And now a page from our "Sunday Morning" Almanac: April 24th, 1990, 26 years ago today ... the day the Hubble Space Telescope was lifted into orbit on board the space shuttle Discovery.
Named for astronomer Edwin Hubble, the telescope was designed to peer deep into space, avoiding distortions the atmosphere imposes on Earth-bound telescopes.
But from the beginning there was trouble -- "Hubble Trouble," as the headline writers put it. Flaws in the telescope's nearly eight-foot-wide mirror created distortions. The result: "Fuzzy vision," as Dan Rather reported.
Facing criticism and even ridicule, NASA scrambled to create corrective devices -- glasses, as it were -- for the telescope's mirror.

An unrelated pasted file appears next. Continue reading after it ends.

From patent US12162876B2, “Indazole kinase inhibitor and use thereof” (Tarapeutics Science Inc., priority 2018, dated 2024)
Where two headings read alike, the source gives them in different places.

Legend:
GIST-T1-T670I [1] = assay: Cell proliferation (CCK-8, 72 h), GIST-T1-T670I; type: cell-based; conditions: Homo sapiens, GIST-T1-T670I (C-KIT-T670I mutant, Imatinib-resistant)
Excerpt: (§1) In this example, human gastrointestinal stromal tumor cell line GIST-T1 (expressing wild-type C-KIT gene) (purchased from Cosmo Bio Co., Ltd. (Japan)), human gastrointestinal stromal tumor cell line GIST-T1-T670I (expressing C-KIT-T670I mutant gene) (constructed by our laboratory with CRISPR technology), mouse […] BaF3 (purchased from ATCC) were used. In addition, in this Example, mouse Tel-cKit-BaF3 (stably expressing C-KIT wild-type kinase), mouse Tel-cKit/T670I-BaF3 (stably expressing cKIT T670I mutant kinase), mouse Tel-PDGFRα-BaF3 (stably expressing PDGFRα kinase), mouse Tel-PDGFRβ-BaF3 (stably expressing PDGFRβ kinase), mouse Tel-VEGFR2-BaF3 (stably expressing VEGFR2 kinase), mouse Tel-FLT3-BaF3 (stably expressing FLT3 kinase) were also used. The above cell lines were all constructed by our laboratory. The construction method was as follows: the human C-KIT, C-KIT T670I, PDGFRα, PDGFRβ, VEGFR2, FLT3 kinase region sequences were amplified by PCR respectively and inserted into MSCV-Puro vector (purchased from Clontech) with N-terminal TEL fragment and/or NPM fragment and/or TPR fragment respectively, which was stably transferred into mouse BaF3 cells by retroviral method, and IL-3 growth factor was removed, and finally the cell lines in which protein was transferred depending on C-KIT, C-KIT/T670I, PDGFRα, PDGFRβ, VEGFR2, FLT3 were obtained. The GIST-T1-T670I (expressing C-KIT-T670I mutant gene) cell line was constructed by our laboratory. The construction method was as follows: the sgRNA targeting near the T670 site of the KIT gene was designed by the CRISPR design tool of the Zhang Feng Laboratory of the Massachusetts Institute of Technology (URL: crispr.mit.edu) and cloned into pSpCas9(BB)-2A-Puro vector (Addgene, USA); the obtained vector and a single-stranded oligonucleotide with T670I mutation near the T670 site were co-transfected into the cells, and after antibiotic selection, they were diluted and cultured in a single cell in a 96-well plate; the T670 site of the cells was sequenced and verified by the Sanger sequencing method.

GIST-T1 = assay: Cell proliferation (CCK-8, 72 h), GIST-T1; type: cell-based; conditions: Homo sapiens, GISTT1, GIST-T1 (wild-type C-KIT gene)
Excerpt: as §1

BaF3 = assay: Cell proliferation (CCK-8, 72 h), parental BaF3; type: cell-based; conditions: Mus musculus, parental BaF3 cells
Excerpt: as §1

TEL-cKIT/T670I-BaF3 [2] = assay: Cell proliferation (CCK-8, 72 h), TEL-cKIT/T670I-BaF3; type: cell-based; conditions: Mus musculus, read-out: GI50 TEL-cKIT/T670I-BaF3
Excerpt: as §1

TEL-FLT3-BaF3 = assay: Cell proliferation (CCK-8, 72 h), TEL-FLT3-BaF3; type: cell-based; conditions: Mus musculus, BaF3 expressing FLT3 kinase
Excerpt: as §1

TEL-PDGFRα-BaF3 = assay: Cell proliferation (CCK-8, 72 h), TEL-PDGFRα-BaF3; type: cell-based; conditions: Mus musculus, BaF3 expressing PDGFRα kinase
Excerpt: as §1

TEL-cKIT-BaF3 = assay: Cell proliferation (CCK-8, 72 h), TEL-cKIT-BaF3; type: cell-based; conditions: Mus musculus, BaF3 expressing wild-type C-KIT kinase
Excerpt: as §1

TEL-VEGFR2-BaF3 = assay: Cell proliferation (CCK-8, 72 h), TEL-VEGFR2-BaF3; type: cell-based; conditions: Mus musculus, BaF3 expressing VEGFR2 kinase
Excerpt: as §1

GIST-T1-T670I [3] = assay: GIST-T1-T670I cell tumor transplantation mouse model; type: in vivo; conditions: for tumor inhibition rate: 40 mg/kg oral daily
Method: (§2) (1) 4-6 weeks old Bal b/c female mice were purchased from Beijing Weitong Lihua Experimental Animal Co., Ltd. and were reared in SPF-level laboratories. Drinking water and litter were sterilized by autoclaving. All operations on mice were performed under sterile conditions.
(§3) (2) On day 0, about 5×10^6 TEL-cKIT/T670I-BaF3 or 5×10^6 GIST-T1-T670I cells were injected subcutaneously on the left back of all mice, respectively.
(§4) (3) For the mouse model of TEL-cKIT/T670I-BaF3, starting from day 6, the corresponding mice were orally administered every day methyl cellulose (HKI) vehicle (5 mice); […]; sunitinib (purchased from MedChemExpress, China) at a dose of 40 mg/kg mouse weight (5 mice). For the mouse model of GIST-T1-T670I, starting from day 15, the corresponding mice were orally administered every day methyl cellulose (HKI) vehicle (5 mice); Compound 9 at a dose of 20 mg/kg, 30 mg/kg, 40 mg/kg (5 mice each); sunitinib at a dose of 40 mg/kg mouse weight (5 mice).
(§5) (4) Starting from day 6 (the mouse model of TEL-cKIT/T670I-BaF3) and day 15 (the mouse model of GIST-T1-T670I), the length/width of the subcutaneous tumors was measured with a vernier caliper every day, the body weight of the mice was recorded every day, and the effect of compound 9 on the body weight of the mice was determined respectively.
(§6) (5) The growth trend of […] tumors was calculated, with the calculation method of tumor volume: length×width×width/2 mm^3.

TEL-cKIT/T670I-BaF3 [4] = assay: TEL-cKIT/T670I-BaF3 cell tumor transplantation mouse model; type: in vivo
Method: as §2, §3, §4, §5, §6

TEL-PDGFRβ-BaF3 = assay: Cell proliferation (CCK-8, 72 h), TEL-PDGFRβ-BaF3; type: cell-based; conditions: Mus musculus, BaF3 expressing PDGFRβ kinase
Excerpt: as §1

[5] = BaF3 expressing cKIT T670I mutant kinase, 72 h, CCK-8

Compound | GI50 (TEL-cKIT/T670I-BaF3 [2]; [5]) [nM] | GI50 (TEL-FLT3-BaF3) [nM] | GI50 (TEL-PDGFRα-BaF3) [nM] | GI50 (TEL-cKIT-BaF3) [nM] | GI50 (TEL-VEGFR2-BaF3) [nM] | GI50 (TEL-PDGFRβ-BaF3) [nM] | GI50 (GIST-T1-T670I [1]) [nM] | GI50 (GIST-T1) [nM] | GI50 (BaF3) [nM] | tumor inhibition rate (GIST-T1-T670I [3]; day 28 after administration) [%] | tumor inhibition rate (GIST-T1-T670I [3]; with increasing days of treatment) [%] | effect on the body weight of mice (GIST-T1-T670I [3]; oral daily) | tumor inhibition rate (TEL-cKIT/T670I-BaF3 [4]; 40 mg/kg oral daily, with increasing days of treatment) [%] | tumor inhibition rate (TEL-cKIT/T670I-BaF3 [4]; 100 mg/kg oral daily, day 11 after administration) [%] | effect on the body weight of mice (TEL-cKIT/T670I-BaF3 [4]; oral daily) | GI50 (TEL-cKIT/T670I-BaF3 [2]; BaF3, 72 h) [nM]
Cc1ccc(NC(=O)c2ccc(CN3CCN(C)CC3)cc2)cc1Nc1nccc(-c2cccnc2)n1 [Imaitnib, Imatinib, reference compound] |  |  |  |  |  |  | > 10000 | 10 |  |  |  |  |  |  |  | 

Astronauts installed them during a mission in late 1993, a kind of orbital optometrist visit.
Hobbled no longer, the Hubble has been producing breathtaking images ever since ... looking across both distance and time to show us the universe as it was billions of years ago.
Not that time is standing still for NASA. It plans to launch a successor telescope in 2018, named for former NASA administrator James Webb.
With a far larger mirror divided into hexagonal segments, and positioned much further out into space, the James Webb Space Telescope promises our best view yet of the Greatest Show NOT on Earth.
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